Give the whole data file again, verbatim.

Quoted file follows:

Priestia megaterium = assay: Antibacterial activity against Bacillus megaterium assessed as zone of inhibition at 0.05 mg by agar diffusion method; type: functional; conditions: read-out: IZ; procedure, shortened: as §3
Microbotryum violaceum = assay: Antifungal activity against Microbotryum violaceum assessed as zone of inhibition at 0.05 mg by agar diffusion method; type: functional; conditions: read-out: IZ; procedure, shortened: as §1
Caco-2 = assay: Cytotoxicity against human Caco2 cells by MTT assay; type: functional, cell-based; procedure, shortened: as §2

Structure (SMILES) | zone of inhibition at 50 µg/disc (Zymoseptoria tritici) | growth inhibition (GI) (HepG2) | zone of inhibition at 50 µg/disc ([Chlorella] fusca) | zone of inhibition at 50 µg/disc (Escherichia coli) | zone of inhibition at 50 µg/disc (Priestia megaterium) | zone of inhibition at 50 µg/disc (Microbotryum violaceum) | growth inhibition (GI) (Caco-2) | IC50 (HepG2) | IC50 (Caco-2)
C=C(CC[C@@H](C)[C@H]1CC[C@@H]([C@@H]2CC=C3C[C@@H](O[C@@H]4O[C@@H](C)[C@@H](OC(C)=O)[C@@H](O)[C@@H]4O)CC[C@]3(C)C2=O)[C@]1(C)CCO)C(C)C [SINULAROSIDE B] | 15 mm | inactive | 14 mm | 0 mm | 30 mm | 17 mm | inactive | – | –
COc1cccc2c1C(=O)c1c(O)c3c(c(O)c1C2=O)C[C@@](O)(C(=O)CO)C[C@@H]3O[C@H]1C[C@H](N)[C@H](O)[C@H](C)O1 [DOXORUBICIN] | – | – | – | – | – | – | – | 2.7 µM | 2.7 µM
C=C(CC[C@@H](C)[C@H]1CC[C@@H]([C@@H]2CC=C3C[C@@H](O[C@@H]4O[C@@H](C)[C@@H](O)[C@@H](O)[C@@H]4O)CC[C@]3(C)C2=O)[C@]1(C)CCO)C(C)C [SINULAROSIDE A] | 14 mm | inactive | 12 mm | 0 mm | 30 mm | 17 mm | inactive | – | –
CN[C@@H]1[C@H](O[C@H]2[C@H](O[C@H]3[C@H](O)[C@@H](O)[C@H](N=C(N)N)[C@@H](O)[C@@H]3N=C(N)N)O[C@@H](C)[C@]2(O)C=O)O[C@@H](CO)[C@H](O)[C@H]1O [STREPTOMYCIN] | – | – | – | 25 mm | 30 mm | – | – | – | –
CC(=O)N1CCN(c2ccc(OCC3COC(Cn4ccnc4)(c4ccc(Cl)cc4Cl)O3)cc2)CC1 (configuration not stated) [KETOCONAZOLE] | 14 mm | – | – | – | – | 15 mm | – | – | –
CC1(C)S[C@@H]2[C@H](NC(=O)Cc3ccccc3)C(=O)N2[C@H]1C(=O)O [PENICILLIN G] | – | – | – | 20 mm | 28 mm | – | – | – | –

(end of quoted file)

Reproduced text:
Priestia megaterium = assay: Antibacterial activity against Bacillus megaterium assessed as zone of inhibition at 0.05 mg by agar diffusion method; type: functional; conditions: read-out: IZ; procedure, shortened: as §3
Microbotryum violaceum = assay: Antifungal activity against Microbotryum violaceum assessed as zone of inhibition at 0.05 mg by agar diffusion method; type: functional; conditions: read-out: IZ; procedure, shortened: as §1
Caco-2 = assay: Cytotoxicity against human Caco2 cells by MTT assay; type: functional, cell-based; procedure, shortened: as §2

Structure (SMILES) | zone of inhibition at 50 µg/disc (Zymoseptoria tritici) | growth inhibition (GI) (HepG2) | zone of inhibition at 50 µg/disc ([Chlorella] fusca) | zone of inhibition at 50 µg/disc (Escherichia coli) | zone of inhibition at 50 µg/disc (Priestia megaterium) | zone of inhibition at 50 µg/disc (Microbotryum violaceum) | growth inhibition (GI) (Caco-2) | IC50 (HepG2) | IC50 (Caco-2)
C=C(CC[C@@H](C)[C@H]1CC[C@@H]([C@@H]2CC=C3C[C@@H](O[C@@H]4O[C@@H](C)[C@@H](OC(C)=O)[C@@H](O)[C@@H]4O)CC[C@]3(C)C2=O)[C@]1(C)CCO)C(C)C [SINULAROSIDE B] | 15 mm | inactive | 14 mm | 0 mm | 30 mm | 17 mm | inactive | – | –
COc1cccc2c1C(=O)c1c(O)c3c(c(O)c1C2=O)C[C@@](O)(C(=O)CO)C[C@@H]3O[C@H]1C[C@H](N)[C@H](O)[C@H](C)O1 [DOXORUBICIN] | – | – | – | – | – | – | – | 2.7 µM | 2.7 µM
C=C(CC[C@@H](C)[C@H]1CC[C@@H]([C@@H]2CC=C3C[C@@H](O[C@@H]4O[C@@H](C)[C@@H](O)[C@@H](O)[C@@H]4O)CC[C@]3(C)C2=O)[C@]1(C)CCO)C(C)C [SINULAROSIDE A] | 14 mm | inactive | 12 mm | 0 mm | 30 mm | 17 mm | inactive | – | –
CN[C@@H]1[C@H](O[C@H]2[C@H](O[C@H]3[C@H](O)[C@@H](O)[C@H](N=C(N)N)[C@@H](O)[C@@H]3N=C(N)N)O[C@@H](C)[C@]2(O)C=O)O[C@@H](CO)[C@H](O)[C@H]1O [STREPTOMYCIN] | – | – | – | 25 mm | 30 mm | – | – | – | –
CC(=O)N1CCN(c2ccc(OCC3COC(Cn4ccnc4)(c4ccc(Cl)cc4Cl)O3)cc2)CC1 (configuration not stated) [KETOCONAZOLE] | 14 mm | – | – | – | – | 15 mm | – | – | –
CC1(C)S[C@@H]2[C@H](NC(=O)Cc3ccccc3)C(=O)N2[C@H]1C(=O)O [PENICILLIN G] | – | – | – | 20 mm | 28 mm | – | – | – | –